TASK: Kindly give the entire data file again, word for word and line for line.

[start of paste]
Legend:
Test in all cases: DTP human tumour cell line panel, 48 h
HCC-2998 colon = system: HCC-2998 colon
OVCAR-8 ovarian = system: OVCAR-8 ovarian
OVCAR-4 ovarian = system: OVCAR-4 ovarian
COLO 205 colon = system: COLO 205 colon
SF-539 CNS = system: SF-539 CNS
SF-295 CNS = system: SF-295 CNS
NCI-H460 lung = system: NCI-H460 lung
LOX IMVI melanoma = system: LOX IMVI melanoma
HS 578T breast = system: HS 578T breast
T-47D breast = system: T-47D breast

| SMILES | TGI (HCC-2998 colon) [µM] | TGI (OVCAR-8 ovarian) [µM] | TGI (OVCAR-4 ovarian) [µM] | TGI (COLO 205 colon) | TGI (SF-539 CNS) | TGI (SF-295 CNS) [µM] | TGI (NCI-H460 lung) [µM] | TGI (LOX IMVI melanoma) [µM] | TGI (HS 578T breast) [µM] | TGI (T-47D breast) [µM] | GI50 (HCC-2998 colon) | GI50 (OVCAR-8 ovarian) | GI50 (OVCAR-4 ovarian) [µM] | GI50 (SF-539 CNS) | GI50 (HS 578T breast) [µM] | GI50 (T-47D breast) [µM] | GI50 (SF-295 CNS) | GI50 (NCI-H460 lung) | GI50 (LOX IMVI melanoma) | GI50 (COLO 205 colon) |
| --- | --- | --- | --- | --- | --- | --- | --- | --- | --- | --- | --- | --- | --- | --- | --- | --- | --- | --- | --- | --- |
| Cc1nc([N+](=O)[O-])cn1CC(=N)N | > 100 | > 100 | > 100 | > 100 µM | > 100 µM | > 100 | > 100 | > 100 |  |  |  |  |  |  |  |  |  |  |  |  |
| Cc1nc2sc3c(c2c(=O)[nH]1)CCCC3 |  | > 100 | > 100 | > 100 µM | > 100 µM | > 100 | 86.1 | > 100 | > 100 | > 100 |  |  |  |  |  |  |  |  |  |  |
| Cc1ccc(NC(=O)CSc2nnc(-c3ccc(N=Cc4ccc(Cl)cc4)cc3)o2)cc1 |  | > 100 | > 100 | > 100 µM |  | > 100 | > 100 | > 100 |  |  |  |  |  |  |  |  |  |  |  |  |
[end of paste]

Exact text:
Legend:
Test in all cases: DTP human tumour cell line panel, 48 h
HCC-2998 colon = system: HCC-2998 colon
OVCAR-8 ovarian = system: OVCAR-8 ovarian
OVCAR-4 ovarian = system: OVCAR-4 ovarian
COLO 205 colon = system: COLO 205 colon
SF-539 CNS = system: SF-539 CNS
SF-295 CNS = system: SF-295 CNS
NCI-H460 lung = system: NCI-H460 lung
LOX IMVI melanoma = system: LOX IMVI melanoma
HS 578T breast = system: HS 578T breast
T-47D breast = system: T-47D breast

| SMILES | TGI (HCC-2998 colon) [µM] | TGI (OVCAR-8 ovarian) [µM] | TGI (OVCAR-4 ovarian) [µM] | TGI (COLO 205 colon) | TGI (SF-539 CNS) | TGI (SF-295 CNS) [µM] | TGI (NCI-H460 lung) [µM] | TGI (LOX IMVI melanoma) [µM] | TGI (HS 578T breast) [µM] | TGI (T-47D breast) [µM] | GI50 (HCC-2998 colon) | GI50 (OVCAR-8 ovarian) | GI50 (OVCAR-4 ovarian) [µM] | GI50 (SF-539 CNS) | GI50 (HS 578T breast) [µM] | GI50 (T-47D breast) [µM] | GI50 (SF-295 CNS) | GI50 (NCI-H460 lung) | GI50 (LOX IMVI melanoma) | GI50 (COLO 205 colon) |
| --- | --- | --- | --- | --- | --- | --- | --- | --- | --- | --- | --- | --- | --- | --- | --- | --- | --- | --- | --- | --- |
| Cc1nc([N+](=O)[O-])cn1CC(=N)N | > 100 | > 100 | > 100 | > 100 µM | > 100 µM | > 100 | > 100 | > 100 |  |  |  |  |  |  |  |  |  |  |  |  |
| Cc1nc2sc3c(c2c(=O)[nH]1)CCCC3 |  | > 100 | > 100 | > 100 µM | > 100 µM | > 100 | 86.1 | > 100 | > 100 | > 100 |  |  |  |  |  |  |  |  |  |  |
| Cc1ccc(NC(=O)CSc2nnc(-c3ccc(N=Cc4ccc(Cl)cc4)cc3)o2)cc1 |  | > 100 | > 100 | > 100 µM |  | > 100 | > 100 | > 100 |  |  |  |  |  |  |  |  |  |  |  |  |